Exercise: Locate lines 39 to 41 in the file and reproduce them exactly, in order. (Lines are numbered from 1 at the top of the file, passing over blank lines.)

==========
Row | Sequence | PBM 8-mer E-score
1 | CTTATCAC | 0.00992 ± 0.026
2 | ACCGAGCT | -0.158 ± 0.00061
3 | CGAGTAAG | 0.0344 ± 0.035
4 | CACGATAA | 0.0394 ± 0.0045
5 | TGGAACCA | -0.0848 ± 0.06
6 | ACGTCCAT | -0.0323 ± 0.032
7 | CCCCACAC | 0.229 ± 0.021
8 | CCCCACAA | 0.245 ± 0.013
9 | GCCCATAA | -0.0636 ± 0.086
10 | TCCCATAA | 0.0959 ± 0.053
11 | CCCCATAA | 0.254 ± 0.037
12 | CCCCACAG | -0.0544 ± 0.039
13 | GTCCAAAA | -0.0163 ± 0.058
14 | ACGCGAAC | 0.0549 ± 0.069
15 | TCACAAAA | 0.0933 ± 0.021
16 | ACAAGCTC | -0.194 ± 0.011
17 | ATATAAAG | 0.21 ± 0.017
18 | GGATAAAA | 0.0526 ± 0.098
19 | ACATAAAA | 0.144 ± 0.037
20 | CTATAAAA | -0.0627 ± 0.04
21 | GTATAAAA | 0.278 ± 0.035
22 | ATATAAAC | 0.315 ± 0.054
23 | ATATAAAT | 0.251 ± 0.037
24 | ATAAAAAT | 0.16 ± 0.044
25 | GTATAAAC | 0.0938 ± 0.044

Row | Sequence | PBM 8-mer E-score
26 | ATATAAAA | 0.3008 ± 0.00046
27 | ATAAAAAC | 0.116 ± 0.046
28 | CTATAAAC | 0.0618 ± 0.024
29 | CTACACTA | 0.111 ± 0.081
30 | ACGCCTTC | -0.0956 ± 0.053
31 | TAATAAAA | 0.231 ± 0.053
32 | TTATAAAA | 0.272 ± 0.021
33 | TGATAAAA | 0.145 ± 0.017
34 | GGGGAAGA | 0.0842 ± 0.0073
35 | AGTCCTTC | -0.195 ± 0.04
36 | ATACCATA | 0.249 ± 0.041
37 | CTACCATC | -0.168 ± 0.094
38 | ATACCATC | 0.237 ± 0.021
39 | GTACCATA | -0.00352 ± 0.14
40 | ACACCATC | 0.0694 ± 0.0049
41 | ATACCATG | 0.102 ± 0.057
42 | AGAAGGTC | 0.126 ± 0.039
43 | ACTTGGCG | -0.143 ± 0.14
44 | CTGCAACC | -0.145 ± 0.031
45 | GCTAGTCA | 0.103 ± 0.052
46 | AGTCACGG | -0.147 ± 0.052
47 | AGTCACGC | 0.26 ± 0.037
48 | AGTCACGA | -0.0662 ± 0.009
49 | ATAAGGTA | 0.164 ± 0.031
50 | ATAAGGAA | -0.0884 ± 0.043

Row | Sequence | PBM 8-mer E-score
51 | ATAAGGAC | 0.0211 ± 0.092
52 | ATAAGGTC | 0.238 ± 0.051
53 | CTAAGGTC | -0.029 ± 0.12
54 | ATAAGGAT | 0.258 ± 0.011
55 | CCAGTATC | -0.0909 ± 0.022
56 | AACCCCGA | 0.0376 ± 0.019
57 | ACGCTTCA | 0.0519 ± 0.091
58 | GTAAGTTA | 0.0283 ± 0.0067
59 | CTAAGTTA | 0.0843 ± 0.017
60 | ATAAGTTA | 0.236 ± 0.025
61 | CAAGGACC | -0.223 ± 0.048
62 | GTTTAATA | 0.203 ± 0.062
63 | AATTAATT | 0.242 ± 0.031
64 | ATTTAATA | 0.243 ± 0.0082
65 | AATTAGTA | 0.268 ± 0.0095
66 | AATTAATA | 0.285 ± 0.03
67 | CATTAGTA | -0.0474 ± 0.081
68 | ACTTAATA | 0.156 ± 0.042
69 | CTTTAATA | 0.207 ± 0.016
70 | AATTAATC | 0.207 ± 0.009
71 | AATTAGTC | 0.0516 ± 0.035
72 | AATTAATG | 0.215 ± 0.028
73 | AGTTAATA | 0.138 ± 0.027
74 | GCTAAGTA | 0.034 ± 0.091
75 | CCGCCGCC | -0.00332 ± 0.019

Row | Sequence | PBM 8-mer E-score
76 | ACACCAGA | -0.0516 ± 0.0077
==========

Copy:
37 | CTACCATC | -0.168 ± 0.094
38 | ATACCATC | 0.237 ± 0.021
39 | GTACCATA | -0.00352 ± 0.14